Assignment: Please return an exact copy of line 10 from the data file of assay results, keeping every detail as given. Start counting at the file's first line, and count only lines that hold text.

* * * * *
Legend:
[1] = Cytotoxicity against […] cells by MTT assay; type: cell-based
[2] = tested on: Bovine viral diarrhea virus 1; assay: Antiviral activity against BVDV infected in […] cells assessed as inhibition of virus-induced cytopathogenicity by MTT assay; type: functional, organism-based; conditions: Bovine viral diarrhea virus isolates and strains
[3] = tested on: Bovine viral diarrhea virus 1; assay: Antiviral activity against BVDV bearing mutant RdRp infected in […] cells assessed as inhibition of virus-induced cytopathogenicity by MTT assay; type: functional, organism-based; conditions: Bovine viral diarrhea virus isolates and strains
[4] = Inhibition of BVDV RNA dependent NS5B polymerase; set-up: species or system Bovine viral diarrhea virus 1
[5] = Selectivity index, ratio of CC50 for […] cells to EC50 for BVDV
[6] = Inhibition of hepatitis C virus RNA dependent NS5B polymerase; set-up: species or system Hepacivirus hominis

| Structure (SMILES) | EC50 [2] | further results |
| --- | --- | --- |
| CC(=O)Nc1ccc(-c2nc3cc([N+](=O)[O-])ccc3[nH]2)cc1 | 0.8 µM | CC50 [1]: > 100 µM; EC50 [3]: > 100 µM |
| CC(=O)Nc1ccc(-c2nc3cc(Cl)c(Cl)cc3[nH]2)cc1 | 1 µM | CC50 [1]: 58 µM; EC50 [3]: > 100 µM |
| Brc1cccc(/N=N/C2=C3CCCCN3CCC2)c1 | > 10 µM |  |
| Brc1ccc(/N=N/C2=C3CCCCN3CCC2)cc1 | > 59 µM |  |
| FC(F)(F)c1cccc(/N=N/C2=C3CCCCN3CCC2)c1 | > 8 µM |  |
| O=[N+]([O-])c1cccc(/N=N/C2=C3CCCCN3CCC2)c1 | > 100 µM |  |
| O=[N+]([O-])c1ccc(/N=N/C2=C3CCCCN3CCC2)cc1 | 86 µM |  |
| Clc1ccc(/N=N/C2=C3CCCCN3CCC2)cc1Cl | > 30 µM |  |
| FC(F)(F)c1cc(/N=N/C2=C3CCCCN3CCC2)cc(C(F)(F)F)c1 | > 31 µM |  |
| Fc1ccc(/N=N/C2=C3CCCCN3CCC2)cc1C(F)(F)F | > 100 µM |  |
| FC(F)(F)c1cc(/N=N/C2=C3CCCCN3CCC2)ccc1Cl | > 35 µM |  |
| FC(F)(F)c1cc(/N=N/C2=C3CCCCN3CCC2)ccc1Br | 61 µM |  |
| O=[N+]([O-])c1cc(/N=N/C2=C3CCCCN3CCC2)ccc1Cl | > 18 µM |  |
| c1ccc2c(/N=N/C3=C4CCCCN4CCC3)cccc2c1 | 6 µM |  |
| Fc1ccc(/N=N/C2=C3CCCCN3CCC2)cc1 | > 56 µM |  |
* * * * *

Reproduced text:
| CC(=O)Nc1ccc(-c2nc3cc([N+](=O)[O-])ccc3[nH]2)cc1 | 0.8 µM | CC50 [1]: > 100 µM; EC50 [3]: > 100 µM |